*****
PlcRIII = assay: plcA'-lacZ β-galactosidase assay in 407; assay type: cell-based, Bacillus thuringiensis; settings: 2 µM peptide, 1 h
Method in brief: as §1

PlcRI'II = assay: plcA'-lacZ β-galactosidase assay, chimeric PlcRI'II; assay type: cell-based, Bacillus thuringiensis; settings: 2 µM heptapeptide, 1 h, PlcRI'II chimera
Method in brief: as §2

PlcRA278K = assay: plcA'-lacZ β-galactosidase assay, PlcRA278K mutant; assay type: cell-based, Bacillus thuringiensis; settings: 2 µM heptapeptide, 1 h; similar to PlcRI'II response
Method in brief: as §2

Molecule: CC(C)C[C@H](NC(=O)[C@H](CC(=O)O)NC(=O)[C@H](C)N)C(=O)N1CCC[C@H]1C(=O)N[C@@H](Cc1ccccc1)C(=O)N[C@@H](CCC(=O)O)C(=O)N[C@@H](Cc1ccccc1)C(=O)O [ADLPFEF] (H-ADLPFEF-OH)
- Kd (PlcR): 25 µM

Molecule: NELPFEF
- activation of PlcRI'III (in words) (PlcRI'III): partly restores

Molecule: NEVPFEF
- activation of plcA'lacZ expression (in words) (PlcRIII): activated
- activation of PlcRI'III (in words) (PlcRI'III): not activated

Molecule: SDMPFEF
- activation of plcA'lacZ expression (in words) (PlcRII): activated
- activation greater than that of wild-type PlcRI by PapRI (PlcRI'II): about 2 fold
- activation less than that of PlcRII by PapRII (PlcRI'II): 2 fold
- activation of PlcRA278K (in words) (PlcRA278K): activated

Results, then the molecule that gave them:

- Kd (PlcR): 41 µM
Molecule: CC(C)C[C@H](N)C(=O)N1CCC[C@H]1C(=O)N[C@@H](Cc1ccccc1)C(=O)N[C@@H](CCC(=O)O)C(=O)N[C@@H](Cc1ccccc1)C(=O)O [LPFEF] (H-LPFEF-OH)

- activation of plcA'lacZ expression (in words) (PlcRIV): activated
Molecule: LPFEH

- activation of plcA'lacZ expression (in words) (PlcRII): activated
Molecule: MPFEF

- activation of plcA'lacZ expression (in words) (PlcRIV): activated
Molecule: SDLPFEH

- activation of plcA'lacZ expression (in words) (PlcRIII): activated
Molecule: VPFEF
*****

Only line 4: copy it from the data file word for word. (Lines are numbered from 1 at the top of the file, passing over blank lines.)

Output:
Method in brief: as §2